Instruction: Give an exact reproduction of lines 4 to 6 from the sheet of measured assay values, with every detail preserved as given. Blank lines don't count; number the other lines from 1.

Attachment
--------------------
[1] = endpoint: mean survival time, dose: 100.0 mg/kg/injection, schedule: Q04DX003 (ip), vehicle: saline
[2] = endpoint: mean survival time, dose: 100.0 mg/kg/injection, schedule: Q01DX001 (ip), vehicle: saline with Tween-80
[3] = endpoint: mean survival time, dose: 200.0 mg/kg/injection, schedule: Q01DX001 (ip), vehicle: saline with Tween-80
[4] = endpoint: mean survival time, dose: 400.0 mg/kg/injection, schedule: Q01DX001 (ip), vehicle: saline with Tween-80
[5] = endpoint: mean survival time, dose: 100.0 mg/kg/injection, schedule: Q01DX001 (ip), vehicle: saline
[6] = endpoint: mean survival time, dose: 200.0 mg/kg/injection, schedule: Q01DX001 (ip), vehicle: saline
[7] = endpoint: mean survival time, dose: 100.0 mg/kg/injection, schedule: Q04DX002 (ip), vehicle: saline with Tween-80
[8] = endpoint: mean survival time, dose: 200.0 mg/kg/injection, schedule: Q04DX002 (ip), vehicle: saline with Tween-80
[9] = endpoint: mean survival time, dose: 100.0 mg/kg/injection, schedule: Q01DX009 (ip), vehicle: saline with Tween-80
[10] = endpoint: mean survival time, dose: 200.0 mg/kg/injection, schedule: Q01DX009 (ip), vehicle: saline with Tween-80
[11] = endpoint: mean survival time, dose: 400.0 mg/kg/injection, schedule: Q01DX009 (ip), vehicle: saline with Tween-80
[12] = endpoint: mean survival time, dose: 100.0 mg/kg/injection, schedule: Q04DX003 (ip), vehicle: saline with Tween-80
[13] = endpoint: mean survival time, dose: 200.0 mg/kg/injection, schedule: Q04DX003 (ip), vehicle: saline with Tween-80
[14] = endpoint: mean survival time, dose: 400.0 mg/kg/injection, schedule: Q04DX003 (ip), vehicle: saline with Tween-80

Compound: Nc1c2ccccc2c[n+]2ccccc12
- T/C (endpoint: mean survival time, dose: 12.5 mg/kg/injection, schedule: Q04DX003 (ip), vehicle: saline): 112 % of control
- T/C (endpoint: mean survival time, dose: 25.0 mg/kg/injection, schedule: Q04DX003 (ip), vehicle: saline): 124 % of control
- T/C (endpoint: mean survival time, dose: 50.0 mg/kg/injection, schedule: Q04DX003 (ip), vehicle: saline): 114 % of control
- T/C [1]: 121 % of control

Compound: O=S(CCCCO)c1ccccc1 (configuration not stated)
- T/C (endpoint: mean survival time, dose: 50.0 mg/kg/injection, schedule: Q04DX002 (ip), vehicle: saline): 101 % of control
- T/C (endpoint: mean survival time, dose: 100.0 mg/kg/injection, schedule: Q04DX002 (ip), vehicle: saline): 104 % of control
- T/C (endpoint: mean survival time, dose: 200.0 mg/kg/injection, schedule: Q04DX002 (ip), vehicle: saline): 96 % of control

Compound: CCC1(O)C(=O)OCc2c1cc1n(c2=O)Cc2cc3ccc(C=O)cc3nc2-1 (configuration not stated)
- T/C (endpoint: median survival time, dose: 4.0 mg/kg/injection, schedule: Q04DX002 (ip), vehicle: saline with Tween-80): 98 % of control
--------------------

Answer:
[4] = endpoint: mean survival time, dose: 400.0 mg/kg/injection, schedule: Q01DX001 (ip), vehicle: saline with Tween-80
[5] = endpoint: mean survival time, dose: 100.0 mg/kg/injection, schedule: Q01DX001 (ip), vehicle: saline
[6] = endpoint: mean survival time, dose: 200.0 mg/kg/injection, schedule: Q01DX001 (ip), vehicle: saline